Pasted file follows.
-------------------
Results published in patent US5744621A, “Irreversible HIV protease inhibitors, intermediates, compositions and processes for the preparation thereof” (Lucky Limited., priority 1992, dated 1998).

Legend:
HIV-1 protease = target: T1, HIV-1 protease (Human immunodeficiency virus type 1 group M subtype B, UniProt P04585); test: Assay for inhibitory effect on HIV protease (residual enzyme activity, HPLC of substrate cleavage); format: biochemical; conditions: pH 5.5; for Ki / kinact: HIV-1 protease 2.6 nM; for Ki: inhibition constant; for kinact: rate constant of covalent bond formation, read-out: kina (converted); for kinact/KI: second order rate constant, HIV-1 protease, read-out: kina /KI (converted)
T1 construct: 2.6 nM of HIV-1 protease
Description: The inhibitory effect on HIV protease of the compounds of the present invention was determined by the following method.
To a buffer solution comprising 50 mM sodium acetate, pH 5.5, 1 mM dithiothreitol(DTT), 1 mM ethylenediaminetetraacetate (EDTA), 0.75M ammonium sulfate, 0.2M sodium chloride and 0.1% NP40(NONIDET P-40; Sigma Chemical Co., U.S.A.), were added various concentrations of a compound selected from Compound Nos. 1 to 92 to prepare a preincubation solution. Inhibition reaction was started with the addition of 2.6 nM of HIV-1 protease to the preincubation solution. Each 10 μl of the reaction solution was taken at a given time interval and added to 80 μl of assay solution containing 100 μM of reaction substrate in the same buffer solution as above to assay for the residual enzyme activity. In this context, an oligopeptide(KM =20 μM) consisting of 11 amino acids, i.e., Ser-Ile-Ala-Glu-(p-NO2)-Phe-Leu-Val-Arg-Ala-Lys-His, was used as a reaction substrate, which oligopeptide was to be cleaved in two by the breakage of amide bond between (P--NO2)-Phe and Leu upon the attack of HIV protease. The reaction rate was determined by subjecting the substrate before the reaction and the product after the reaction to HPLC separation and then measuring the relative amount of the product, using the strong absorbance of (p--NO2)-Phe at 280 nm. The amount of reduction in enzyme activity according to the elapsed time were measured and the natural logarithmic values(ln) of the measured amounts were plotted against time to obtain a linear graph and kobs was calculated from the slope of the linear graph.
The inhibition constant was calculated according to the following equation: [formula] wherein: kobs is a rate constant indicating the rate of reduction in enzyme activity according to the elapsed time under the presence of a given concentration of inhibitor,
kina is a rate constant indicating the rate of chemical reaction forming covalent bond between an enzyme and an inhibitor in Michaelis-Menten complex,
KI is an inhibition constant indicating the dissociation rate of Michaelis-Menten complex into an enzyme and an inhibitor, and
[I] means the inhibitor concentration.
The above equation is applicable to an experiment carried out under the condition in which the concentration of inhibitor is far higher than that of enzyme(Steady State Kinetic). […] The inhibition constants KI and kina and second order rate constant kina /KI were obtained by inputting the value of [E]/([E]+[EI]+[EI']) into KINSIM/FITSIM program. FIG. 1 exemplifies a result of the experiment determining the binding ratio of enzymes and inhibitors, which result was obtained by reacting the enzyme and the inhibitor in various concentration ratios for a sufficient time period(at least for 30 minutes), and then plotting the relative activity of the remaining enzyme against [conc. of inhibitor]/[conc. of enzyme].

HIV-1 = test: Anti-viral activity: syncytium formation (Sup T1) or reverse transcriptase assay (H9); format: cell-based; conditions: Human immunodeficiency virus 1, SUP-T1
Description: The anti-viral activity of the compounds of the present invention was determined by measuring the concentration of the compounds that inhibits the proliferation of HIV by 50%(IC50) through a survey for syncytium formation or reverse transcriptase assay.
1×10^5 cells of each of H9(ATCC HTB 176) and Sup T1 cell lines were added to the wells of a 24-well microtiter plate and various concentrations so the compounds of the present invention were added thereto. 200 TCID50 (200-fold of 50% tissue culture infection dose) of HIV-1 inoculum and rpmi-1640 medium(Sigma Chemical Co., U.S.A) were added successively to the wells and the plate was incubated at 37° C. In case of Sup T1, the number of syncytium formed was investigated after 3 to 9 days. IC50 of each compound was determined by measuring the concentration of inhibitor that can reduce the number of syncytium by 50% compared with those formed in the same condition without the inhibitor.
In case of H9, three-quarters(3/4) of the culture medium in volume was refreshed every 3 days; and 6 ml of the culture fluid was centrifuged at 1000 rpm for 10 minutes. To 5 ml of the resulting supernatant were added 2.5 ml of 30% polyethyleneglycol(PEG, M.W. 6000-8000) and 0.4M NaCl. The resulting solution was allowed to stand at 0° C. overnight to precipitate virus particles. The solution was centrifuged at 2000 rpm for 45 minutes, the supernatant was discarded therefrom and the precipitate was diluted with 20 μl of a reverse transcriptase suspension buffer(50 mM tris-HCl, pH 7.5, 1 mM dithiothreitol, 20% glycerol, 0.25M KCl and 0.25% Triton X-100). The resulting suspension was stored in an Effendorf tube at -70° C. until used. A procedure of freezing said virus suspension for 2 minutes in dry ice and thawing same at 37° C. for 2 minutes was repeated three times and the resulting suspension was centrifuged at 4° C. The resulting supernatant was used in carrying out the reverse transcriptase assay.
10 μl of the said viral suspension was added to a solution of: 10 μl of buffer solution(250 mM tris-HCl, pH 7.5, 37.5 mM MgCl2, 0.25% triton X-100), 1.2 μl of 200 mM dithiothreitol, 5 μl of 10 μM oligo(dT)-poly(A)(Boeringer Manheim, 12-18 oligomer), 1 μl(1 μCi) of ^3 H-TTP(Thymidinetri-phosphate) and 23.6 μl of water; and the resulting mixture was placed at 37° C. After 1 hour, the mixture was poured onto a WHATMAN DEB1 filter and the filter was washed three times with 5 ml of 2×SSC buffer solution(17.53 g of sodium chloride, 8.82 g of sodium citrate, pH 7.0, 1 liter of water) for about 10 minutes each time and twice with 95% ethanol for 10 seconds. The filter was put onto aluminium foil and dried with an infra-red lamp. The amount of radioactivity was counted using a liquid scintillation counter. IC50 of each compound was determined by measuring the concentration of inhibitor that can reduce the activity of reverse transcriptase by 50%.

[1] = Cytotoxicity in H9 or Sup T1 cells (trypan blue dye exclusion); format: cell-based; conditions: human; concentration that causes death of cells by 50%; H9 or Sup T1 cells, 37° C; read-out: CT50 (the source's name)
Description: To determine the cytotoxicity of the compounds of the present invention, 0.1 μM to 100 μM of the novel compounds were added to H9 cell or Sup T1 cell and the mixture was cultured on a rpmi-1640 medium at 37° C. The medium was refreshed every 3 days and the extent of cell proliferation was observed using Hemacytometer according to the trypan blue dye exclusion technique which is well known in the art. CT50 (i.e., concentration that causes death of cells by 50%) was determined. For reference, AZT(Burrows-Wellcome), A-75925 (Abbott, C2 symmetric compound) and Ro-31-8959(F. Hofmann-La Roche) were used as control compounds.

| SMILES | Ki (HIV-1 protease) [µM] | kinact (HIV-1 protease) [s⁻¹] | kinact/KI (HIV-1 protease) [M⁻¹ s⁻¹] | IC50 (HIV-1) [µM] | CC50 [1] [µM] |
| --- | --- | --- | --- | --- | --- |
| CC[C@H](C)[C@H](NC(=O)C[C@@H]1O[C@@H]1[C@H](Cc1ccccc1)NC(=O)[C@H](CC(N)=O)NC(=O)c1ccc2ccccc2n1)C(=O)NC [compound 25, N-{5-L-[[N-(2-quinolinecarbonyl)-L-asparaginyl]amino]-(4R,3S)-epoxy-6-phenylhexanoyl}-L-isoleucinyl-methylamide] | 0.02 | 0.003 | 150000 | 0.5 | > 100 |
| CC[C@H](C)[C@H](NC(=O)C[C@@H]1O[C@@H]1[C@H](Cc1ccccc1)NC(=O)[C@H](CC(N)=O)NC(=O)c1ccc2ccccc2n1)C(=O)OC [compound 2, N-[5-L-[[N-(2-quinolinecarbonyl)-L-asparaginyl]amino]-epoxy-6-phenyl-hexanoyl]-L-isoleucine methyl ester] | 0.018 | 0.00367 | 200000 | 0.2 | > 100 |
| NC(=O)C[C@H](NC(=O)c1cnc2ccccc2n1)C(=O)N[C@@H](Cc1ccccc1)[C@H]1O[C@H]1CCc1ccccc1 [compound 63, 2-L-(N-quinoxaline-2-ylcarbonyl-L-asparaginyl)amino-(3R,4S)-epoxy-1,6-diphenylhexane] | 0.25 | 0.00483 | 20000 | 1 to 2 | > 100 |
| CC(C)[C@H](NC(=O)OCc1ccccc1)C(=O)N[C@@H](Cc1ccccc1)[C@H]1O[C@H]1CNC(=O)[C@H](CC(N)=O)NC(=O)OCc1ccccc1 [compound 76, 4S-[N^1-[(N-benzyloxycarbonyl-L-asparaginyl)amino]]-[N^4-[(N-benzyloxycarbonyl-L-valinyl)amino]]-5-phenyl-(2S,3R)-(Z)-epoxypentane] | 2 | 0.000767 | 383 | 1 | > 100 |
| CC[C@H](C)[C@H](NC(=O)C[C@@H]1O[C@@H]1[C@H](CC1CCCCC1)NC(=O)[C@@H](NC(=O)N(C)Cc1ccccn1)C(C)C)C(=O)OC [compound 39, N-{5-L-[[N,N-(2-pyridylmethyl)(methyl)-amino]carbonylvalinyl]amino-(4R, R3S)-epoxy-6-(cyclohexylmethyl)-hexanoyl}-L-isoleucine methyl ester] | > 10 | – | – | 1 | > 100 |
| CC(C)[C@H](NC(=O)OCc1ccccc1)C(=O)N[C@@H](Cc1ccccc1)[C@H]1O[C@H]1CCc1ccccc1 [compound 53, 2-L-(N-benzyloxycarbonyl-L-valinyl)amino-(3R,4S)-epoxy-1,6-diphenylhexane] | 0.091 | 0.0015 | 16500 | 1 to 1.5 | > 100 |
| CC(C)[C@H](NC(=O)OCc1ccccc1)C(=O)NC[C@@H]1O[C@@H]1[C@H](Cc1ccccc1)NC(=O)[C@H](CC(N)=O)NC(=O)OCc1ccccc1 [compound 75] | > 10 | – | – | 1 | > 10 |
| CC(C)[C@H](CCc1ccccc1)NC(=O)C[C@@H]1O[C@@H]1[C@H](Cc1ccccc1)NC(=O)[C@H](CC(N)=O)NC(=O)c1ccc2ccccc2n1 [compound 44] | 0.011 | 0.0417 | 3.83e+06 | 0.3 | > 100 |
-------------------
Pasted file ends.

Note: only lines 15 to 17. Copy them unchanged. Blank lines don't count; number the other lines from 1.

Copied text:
In case of H9, three-quarters(3/4) of the culture medium in volume was refreshed every 3 days; and 6 ml of the culture fluid was centrifuged at 1000 rpm for 10 minutes. To 5 ml of the resulting supernatant were added 2.5 ml of 30% polyethyleneglycol(PEG, M.W. 6000-8000) and 0.4M NaCl. The resulting solution was allowed to stand at 0° C. overnight to precipitate virus particles. The solution was centrifuged at 2000 rpm for 45 minutes, the supernatant was discarded therefrom and the precipitate was diluted with 20 μl of a reverse transcriptase suspension buffer(50 mM tris-HCl, pH 7.5, 1 mM dithiothreitol, 20% glycerol, 0.25M KCl and 0.25% Triton X-100). The resulting suspension was stored in an Effendorf tube at -70° C. until used. A procedure of freezing said virus suspension for 2 minutes in dry ice and thawing same at 37° C. for 2 minutes was repeated three times and the resulting suspension was centrifuged at 4° C. The resulting supernatant was used in carrying out the reverse transcriptase assay.
10 μl of the said viral suspension was added to a solution of: 10 μl of buffer solution(250 mM tris-HCl, pH 7.5, 37.5 mM MgCl2, 0.25% triton X-100), 1.2 μl of 200 mM dithiothreitol, 5 μl of 10 μM oligo(dT)-poly(A)(Boeringer Manheim, 12-18 oligomer), 1 μl(1 μCi) of ^3 H-TTP(Thymidinetri-phosphate) and 23.6 μl of water; and the resulting mixture was placed at 37° C. After 1 hour, the mixture was poured onto a WHATMAN DEB1 filter and the filter was washed three times with 5 ml of 2×SSC buffer solution(17.53 g of sodium chloride, 8.82 g of sodium citrate, pH 7.0, 1 liter of water) for about 10 minutes each time and twice with 95% ethanol for 10 seconds. The filter was put onto aluminium foil and dried with an infra-red lamp. The amount of radioactivity was counted using a liquid scintillation counter. IC50 of each compound was determined by measuring the concentration of inhibitor that can reduce the activity of reverse transcriptase by 50%.

[1] = Cytotoxicity in H9 or Sup T1 cells (trypan blue dye exclusion); format: cell-based; conditions: human; concentration that causes death of cells by 50%; H9 or Sup T1 cells, 37° C; read-out: CT50 (the source's name)